Nobody likes them, everybody makes them.  Even though I’m gonna read this blog post four times before I publish it  there will be typos in it, it’s almost guaranteed. (Maybe in that sentence I just wrote.)

Two things happened to me yesterday: I got an e-mail from Emily at Super Reader Girl Reviews with a list of typos she’d found in Glimpse and another e-mail from the owner of Orange House Press, a letterpress business in Seattle, hoping I would stop publishing under that imprint because she’d just bought the Orange House Press domain name.  My first thoughts regarding both e-mails were, F**K.

Then I got my head on straight.  The list of typos Emily sent me weren’t just some misplaced commas, but several missing words and screwed up tenses.  Stuff that needed to be changed.  Now Glimpse has been edited about a billion times-by me, by Sarah, by betas, by agents, and small press publishers.  It doesn’t even resemble the book it started out as.  The similarities between the current version of Glimpse and the original are the character names and the climax of the story.  That’s it.  The original was written from every characters point of view.  That’s why I have mountains of backstory, because it used to be part of the book.  So, I assumed that it was fairly typo-free when I self-published it last April.  Then the e-mails started coming in.  And believe you me, I have a love/hate relationship with those kinds of e-mails.  I wanna know, but I don’t wanna know. I revised it.  Then I revised it again.  Then I said, “F**K it, this baby is done.”  Then came the Great There/Their Controversy of Summer 2010.  I revised that mutha AGAIN.  You get it, right?  You understand that for me reading Glimpse makes me want to claw my eyes out?  But I know you all don’t feel that way and you deserve to have the best version of Glimpse I can give you.  I owe that to you.  I also get that.  Therefore, I went through and edited Glimpse this morning with Emily’s notes and reformatted it and republished it on Smashwords, Pubit, Amazon, and in print. (The print version I was actually happy to do because it needed a refreshing format-wise.)

And here’s the thing: I found a couple more typos that Emily had missed and also forgot to change one in all of my e-book formats.  If this doesn’t effing prove that I’m the most fallible human of human-y humans that ever walked this planet, I don’t know what will.  So, please, if you find any typos in Glimmer and feel like telling me about them, I would appreciate it very much.  My e-mail is staceywb@frontier.com .

As for the Orange House Press name?  I’m in the process of removing it from all my books-Amazon is going to take the longest because, well, they just take the longest, but I feel like my good deed for the day is done.  Sure, I could have screwed her over and told her that the name is splashed all over everything I’ve written in the past year, but why?  It’s on there because I live in an orange house and thought it was cool, not because it was my life long desire to have a business called Orange House Press.  Plus, guys, letterpress is pretty kick ass and this lady is just an artist like my sister trying to make interesting and aesthetically pleasing things.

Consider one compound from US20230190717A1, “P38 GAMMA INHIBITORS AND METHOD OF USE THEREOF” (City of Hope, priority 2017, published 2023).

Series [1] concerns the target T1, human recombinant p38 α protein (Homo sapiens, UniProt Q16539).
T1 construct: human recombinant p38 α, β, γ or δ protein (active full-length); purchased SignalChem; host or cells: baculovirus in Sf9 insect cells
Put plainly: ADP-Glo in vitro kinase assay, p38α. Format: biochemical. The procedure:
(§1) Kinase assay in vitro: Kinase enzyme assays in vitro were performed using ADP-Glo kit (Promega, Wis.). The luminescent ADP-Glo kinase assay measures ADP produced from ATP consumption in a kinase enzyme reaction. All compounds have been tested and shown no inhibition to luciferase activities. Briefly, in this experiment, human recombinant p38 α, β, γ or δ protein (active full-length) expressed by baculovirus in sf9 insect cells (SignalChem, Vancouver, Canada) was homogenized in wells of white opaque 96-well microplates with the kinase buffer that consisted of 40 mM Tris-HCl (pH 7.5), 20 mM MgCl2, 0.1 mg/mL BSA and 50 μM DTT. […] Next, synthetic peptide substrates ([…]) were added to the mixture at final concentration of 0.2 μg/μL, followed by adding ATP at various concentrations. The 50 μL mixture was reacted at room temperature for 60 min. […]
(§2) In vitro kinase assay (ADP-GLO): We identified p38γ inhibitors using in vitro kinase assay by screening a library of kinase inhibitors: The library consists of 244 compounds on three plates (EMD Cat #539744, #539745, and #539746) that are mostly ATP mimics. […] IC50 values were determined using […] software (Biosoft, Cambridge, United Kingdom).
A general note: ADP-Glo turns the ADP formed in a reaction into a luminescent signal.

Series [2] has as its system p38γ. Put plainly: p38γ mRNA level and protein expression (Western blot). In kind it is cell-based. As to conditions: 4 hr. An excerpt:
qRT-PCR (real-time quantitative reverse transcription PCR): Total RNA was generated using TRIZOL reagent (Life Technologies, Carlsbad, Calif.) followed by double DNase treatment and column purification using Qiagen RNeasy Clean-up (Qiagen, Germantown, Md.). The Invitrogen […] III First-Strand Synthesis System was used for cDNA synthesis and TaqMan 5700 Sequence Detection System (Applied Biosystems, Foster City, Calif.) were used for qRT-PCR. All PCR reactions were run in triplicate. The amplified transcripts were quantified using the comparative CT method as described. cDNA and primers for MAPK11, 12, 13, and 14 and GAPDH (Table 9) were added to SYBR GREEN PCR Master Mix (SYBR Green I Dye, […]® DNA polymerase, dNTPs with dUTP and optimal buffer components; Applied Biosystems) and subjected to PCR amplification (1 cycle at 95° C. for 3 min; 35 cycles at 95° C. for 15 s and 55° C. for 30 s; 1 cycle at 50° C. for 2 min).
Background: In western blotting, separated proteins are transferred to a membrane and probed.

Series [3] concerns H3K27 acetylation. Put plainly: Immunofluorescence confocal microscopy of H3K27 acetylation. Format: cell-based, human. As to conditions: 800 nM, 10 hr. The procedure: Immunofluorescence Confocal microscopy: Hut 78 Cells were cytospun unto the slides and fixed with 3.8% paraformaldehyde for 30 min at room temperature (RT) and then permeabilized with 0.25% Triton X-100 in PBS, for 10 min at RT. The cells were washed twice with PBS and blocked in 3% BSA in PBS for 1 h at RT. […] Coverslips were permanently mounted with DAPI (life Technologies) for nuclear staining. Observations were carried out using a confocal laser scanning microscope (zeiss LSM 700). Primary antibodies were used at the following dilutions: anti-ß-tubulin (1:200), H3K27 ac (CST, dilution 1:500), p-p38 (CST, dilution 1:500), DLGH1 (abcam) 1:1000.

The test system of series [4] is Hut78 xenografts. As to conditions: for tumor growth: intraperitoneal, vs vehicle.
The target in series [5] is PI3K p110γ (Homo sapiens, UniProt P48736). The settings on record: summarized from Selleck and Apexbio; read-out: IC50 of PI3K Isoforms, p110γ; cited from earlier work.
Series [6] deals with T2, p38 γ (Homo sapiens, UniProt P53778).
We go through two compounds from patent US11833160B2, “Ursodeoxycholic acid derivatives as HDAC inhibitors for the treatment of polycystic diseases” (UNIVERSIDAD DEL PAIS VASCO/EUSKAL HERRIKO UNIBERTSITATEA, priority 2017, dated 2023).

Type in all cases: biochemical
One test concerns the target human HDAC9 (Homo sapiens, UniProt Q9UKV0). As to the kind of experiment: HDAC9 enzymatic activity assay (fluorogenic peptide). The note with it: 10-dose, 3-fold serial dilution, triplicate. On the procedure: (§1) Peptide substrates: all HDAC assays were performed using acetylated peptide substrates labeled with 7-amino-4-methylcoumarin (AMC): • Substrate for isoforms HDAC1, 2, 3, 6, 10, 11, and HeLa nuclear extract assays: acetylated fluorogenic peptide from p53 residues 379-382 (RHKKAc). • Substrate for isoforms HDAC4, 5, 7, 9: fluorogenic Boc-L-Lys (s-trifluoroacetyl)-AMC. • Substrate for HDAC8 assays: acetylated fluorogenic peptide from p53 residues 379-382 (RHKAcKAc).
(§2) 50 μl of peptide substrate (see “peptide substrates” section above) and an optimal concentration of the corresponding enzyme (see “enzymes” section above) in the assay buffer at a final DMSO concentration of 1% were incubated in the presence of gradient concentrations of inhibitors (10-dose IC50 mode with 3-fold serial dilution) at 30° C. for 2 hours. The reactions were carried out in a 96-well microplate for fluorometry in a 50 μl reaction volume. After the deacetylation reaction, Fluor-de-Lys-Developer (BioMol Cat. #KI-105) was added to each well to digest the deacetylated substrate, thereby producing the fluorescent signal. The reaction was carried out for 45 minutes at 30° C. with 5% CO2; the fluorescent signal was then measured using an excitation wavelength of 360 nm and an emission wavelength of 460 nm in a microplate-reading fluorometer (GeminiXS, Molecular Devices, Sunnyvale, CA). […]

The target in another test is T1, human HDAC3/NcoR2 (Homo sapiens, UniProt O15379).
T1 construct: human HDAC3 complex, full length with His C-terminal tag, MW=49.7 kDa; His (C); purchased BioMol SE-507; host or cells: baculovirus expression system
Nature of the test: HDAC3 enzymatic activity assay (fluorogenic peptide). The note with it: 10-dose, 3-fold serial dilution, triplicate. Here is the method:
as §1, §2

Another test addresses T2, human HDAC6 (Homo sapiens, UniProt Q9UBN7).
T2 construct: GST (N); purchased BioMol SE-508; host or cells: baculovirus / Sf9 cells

The morals of this tale are these:  I can’t spell or punctuate, but I can write. I’m not a total bitch. And, I’m so not gonna make my word count for NaNo today.


6 thoughts on “Typoe’s

  1. Stacey, I for one love the books as they are. I too make my share of typos and forget the needed commas, etc. It is fair to say that even the best selling authors have typos in their books. I’ve seen them! You’re doing a fabulous job and we all know that not every reader can be pleased or should be pleased. Keep up the good work. I will continue to be a loyal reader no matter how many typos I see.

  2. Thanks, ladies! I got a bit ranty, but really did appreciate Emily’s notes. Now Glimpse is happier, I suppose. My foul mood today was also caused by burning a whole pan of sausages. MMM, burnt sausage. Yeah, not so much.

    1. Oh noes, not the sausages! 😉 I meant to say in my last comment, whenever I “fix” something, I, without fail, add in more mistakes. It’s an extra-special gift I have. Don’t be jealous, haterz. (I also cannot handle commas but we won’t talk about that.)

  3. Oh my gosh, do I feel you on this one. You think if you have 15+ people editing the book, including professionals, that the end product would be completely spelling and grammar error free.

    I feel confidant. Good. This is book is at the very least 99% error free. I upload it and think, “Yes!” Then I get an email from a reader politely pointing out errors. And while I appreciate the feedback and the time the put into sending it, I want to rip out my hair because there were errors to find.

    How is that possible?! How!

    I love writing. I even enjoy editing/revising. But I loathe proofreading. Because it never, ever ends.

  4. I would like to blame typo gnomes. I will create such a thing as a typo gnome and blame them.

    You’re right, it does never end, especially if you’re indie, because there’s no one to be like, “It’s good, you can be done now. You have a statistically appropriate amount of errors in your book.” Although, I suppose we could just start telling each other that. 🙂

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